Small shareholders in Indian companies have had a bonus handed out by the Companies Bill 2012 that awaits a presidential nod to become an Act of Parliament. On paper, their stature has been enhanced. Instead of helpless spectators, they can soon be active watchdogs of the companies they own part of. The Bill has a provision for class action suits to be filed against errant firms. This gives stakeholders a legal right to collectively voice grievances against the management on failures of corporate governance and suchlike.
If shareholder activism begins in India, it will “force corporations to reckon with the collective force of shareholder power” says Deepak Kapoor, a corporate lawyer, “thus making Indian companies behave with a lot more responsibility and transparency”. The intent of the policy is “not only to stop gross examples like Satyam Computers” says Vivek Sharma, executive director at Ernst &Young, but ease the prosecution of “any breach of legal obligations by the management”. This means that not only will financial irregularities (as committed by Satyam’s promoters) land top executives in the dock, says Sharma, but also the flouting of other laws that shareholders object to.
Class action suits are legion in the US, where one such against Microsoft is in the news. Last week, small shareholders sued Microsoft for hiding from them the poor sales of its Surface RT tablet that was launched late last year. What the defendant knew but failed to disclose was that ‘Microsoft’s foray into the tablet market was an unmitigated disaster’, claims the lawsuit, arguing that this has adversely affected the judgment that shareholders exercise in deciding to stay invested or sell their holding.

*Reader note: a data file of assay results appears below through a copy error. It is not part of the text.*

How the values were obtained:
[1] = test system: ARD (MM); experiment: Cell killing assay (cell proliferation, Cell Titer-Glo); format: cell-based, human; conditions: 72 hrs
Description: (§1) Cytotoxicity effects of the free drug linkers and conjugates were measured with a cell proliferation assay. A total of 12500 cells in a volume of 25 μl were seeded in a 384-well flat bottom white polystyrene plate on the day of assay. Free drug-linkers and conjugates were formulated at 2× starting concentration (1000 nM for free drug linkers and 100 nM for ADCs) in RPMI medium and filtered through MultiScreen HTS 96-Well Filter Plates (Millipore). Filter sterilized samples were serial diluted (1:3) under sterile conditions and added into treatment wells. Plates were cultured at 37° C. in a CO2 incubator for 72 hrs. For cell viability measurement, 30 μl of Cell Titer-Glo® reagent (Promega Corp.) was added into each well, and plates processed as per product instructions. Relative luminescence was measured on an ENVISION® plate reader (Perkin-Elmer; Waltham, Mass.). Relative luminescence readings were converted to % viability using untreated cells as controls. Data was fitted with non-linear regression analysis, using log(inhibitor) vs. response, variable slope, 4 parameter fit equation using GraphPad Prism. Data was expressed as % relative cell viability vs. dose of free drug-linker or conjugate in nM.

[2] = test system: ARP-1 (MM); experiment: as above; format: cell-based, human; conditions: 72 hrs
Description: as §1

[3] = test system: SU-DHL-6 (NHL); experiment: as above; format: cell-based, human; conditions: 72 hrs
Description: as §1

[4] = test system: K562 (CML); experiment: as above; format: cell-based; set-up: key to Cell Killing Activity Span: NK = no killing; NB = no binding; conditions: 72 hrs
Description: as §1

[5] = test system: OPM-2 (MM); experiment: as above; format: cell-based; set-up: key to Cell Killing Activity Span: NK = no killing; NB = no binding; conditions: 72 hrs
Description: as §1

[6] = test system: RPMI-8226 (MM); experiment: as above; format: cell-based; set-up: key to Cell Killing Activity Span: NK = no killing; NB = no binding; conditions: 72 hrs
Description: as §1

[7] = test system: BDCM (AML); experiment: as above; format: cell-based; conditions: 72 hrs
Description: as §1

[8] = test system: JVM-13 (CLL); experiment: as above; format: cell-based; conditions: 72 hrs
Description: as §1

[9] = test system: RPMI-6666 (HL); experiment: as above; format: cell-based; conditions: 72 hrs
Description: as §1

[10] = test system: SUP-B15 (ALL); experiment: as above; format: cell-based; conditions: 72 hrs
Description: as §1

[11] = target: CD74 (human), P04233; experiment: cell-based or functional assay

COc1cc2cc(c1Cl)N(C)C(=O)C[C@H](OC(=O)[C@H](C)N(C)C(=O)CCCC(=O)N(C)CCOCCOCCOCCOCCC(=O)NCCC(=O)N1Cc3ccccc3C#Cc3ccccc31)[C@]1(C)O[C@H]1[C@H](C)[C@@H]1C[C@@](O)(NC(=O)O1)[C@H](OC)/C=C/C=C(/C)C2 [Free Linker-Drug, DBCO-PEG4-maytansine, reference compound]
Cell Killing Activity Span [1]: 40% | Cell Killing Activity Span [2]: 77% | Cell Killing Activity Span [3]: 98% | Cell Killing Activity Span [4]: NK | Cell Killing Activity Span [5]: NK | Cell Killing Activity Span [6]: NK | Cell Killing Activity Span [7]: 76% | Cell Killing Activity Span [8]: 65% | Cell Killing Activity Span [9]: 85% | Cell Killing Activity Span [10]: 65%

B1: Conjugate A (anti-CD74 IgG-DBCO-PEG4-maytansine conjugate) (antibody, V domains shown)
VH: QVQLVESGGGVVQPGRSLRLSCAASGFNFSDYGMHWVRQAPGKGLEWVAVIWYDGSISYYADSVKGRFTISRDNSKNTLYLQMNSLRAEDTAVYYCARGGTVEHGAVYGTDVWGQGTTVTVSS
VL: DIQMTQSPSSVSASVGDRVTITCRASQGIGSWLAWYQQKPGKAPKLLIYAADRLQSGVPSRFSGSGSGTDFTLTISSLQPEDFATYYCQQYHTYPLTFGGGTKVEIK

According to Veluvali Parimala, assistant professor at Symbiosis Centre for Management Studies, Pune, raising the awareness of Indian investors so that they insist on high levels of transparency “would require a parallel campaign by regulators and the Government to educate small stakeholders on how they can use their new power [under the Act]”.
But the money needed for class action suits could still hold back Indian shareholder activism. Unlike in America, where law firms bear the trial costs of shareholders so that they get part of a financial payout if they secure a victory, Bar Council rules in India do not permit such a ‘success fee’ on the argument that it could be misused as a tool of blackmail. Even so, Indian shareholders do need to turn active, even if it raises the expenses of their own companies that are forced to buy insurance cover—as in the US—for potential payouts.